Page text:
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Latest Update From Care International Council For Pakistan

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Omar Biabani

Joined: 28 Jan 2005
Last Visit: 06 Jan 2008
Posts: 93
Location: Boston, MA
PostPosted: Fri Oct 28, 2005 10:07 am    Post subject: Latest update from CARE International Council for Pakistan Reply with quote

Dear CARE International Council for Pakistan members--This morning (October 27th) members of the CICP steering committee spoke with Pancho Boeren, CARE International's team leader for the earthquake response in Pakistan. The one-hour conversation ranged over a number of topics. I have attached a brief summary.

With thanks for all you have done and continue to do to assist the earthquake victims.

Sarita Gupta Executive Director, Presidential Initiatives CARE 212-686-2756

Notes from a conversation with Pancho Boeren, CARE International Team Leader in Pakistan for the Earthquake Response October 27, 2005

General Situation

• Death toll increasing dramatically each day, not only because more earthquake casualties are being found, but also due to landmines. 500 deaths in last 8 days in the Allai Valley where CARE is working due to landmines dislocated by the earthquake. Other deaths attributable to lack of medical attention.

• 600,000 houses destroyed by the quake. Many people have found shelter with relatives; others continue to live in partially damaged buildings; and others have moved to cities like Islamabad. Estimated current need for shelter is for 300,000 households (approx. 3 million people).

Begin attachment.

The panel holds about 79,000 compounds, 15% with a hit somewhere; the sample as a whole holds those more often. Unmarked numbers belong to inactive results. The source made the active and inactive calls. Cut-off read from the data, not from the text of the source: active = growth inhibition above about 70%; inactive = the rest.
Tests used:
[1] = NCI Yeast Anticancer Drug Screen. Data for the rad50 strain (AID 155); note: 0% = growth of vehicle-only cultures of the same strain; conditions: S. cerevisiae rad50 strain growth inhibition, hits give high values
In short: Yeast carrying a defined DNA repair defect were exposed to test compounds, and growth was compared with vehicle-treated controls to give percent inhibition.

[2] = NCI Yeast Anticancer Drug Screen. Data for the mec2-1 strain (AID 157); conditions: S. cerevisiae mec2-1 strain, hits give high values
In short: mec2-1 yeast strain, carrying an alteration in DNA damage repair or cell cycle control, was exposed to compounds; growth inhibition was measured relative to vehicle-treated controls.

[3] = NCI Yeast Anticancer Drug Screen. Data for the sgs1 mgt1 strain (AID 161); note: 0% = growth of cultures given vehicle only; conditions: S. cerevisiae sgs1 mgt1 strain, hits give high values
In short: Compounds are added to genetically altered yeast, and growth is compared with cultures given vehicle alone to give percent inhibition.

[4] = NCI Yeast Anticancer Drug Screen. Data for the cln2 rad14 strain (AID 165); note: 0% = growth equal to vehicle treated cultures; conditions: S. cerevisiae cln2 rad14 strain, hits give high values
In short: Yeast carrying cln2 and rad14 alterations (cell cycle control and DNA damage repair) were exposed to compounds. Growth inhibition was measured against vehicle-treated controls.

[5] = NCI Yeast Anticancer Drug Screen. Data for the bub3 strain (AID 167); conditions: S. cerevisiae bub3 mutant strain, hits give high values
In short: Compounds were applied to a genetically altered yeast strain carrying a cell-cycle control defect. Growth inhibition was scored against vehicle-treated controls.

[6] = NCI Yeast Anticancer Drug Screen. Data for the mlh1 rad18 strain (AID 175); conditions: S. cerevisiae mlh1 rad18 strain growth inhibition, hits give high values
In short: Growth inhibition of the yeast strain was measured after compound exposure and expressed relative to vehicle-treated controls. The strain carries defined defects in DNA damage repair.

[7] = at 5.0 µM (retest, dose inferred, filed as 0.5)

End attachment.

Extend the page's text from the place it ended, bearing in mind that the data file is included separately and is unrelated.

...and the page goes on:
• Relief is pouring in and has exceeded the capacity of the Islamabad airport. There is a 2-week delay for shipments of goods other than tents, which have been given priority.

Tents & Shelter

• Here’s the math on tents, shelter and essential supplies needed to equip a family for the next six months, estimated at $1,000 per household:

-Cost of a regular tent $100
-Cost of an adequate tent
(double roofed, sturdy canvas, can last
6 months daily use by a family) 300
-Cost of winterized tent (watertight,
lined, insulated floor, built on platform) 500
-Quilts, blankets, other essential supplies
to sustain a household through winter 500

• CARE plans to provide shelter for 11,000 households (approx. 90,000 people). We plan to distribute 8,500 tents, and assist 2,500 families to stabilize and winterize makeshift shelters that they are forming from salvaged materials. CARE is providing shelter in the remote Allai Valley, considered the most difficult area to access. The only way to bring supplies to many of the Allai Valley communities is via helicopter.

Other CARE Interventions

• Medical Assistance to 450,000 people: A bottleneck is forming at city hospitals where patients and their relatives are refusing to leave after receiving treatment either because they have nowhere else to go, or they want to ensure their follow up care. This means new patients cannot get the treatment they need. In response, CARE is working with three local partners and the Pakistan Ministry of Health to set up half-way centers of 80-100 beds each. Patients and relatives are guaranteed food, simple nursing and follow up care. CARE has set up the centers in 4 cities, and the service will reach 450,000 people.